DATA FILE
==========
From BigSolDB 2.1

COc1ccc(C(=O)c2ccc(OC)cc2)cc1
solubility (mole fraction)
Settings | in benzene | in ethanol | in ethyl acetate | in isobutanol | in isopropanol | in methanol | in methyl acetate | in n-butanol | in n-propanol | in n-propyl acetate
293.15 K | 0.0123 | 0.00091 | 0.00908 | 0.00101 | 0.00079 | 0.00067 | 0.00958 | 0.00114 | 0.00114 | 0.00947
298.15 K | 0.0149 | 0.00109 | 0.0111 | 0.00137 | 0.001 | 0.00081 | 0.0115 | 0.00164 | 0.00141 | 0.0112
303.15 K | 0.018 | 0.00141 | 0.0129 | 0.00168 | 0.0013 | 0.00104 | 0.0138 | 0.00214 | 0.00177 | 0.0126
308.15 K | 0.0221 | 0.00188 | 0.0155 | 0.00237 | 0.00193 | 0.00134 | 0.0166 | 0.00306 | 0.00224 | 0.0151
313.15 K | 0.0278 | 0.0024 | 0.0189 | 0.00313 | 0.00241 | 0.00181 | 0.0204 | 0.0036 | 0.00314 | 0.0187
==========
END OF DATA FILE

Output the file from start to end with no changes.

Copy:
From BigSolDB 2.1

COc1ccc(C(=O)c2ccc(OC)cc2)cc1
solubility (mole fraction)
Settings | in benzene | in ethanol | in ethyl acetate | in isobutanol | in isopropanol | in methanol | in methyl acetate | in n-butanol | in n-propanol | in n-propyl acetate
293.15 K | 0.0123 | 0.00091 | 0.00908 | 0.00101 | 0.00079 | 0.00067 | 0.00958 | 0.00114 | 0.00114 | 0.00947
298.15 K | 0.0149 | 0.00109 | 0.0111 | 0.00137 | 0.001 | 0.00081 | 0.0115 | 0.00164 | 0.00141 | 0.0112
303.15 K | 0.018 | 0.00141 | 0.0129 | 0.00168 | 0.0013 | 0.00104 | 0.0138 | 0.00214 | 0.00177 | 0.0126
308.15 K | 0.0221 | 0.00188 | 0.0155 | 0.00237 | 0.00193 | 0.00134 | 0.0166 | 0.00306 | 0.00224 | 0.0151
313.15 K | 0.0278 | 0.0024 | 0.0189 | 0.00313 | 0.00241 | 0.00181 | 0.0204 | 0.0036 | 0.00314 | 0.0187